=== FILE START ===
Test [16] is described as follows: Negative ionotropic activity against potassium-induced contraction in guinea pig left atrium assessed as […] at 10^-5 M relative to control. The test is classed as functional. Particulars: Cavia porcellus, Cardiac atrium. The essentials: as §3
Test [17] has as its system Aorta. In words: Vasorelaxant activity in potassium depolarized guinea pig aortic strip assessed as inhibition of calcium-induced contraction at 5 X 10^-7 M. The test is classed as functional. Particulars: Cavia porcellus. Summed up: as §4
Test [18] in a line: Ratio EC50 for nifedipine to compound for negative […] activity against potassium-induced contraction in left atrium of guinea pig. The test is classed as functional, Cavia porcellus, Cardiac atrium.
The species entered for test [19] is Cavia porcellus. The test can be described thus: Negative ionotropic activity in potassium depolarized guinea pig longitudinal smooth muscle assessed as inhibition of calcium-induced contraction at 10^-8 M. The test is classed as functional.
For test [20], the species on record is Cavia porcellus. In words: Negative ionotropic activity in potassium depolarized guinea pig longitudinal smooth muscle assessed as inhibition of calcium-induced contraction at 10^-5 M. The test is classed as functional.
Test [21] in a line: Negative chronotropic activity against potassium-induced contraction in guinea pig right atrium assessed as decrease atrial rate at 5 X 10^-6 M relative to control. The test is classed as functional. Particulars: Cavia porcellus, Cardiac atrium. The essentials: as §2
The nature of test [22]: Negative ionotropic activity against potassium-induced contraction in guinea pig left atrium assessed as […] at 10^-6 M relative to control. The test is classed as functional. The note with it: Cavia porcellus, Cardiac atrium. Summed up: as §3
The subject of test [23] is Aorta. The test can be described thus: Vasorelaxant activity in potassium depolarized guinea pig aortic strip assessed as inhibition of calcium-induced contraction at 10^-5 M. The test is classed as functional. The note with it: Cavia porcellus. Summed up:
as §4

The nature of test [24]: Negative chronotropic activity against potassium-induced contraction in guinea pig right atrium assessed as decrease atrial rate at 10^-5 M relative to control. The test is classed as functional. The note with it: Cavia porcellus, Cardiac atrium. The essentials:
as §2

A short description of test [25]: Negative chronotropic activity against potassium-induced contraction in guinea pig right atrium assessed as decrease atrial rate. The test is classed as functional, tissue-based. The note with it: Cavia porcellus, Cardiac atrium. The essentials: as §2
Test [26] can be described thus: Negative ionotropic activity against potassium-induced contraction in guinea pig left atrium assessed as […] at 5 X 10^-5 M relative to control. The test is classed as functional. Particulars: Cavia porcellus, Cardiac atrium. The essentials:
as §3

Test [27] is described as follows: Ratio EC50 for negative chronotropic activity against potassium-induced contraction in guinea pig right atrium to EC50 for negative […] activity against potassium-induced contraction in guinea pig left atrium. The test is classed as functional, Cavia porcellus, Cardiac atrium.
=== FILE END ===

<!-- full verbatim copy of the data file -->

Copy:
Test [16] is described as follows: Negative ionotropic activity against potassium-induced contraction in guinea pig left atrium assessed as […] at 10^-5 M relative to control. The test is classed as functional. Particulars: Cavia porcellus, Cardiac atrium. The essentials: as §3
Test [17] has as its system Aorta. In words: Vasorelaxant activity in potassium depolarized guinea pig aortic strip assessed as inhibition of calcium-induced contraction at 5 X 10^-7 M. The test is classed as functional. Particulars: Cavia porcellus. Summed up: as §4
Test [18] in a line: Ratio EC50 for nifedipine to compound for negative […] activity against potassium-induced contraction in left atrium of guinea pig. The test is classed as functional, Cavia porcellus, Cardiac atrium.
The species entered for test [19] is Cavia porcellus. The test can be described thus: Negative ionotropic activity in potassium depolarized guinea pig longitudinal smooth muscle assessed as inhibition of calcium-induced contraction at 10^-8 M. The test is classed as functional.
For test [20], the species on record is Cavia porcellus. In words: Negative ionotropic activity in potassium depolarized guinea pig longitudinal smooth muscle assessed as inhibition of calcium-induced contraction at 10^-5 M. The test is classed as functional.
Test [21] in a line: Negative chronotropic activity against potassium-induced contraction in guinea pig right atrium assessed as decrease atrial rate at 5 X 10^-6 M relative to control. The test is classed as functional. Particulars: Cavia porcellus, Cardiac atrium. The essentials: as §2
The nature of test [22]: Negative ionotropic activity against potassium-induced contraction in guinea pig left atrium assessed as […] at 10^-6 M relative to control. The test is classed as functional. The note with it: Cavia porcellus, Cardiac atrium. Summed up: as §3
The subject of test [23] is Aorta. The test can be described thus: Vasorelaxant activity in potassium depolarized guinea pig aortic strip assessed as inhibition of calcium-induced contraction at 10^-5 M. The test is classed as functional. The note with it: Cavia porcellus. Summed up:
as §4

The nature of test [24]: Negative chronotropic activity against potassium-induced contraction in guinea pig right atrium assessed as decrease atrial rate at 10^-5 M relative to control. The test is classed as functional. The note with it: Cavia porcellus, Cardiac atrium. The essentials:
as §2

A short description of test [25]: Negative chronotropic activity against potassium-induced contraction in guinea pig right atrium assessed as decrease atrial rate. The test is classed as functional, tissue-based. The note with it: Cavia porcellus, Cardiac atrium. The essentials: as §2
Test [26] can be described thus: Negative ionotropic activity against potassium-induced contraction in guinea pig left atrium assessed as […] at 5 X 10^-5 M relative to control. The test is classed as functional. Particulars: Cavia porcellus, Cardiac atrium. The essentials:
as §3

Test [27] is described as follows: Ratio EC50 for negative chronotropic activity against potassium-induced contraction in guinea pig right atrium to EC50 for negative […] activity against potassium-induced contraction in guinea pig left atrium. The test is classed as functional, Cavia porcellus, Cardiac atrium.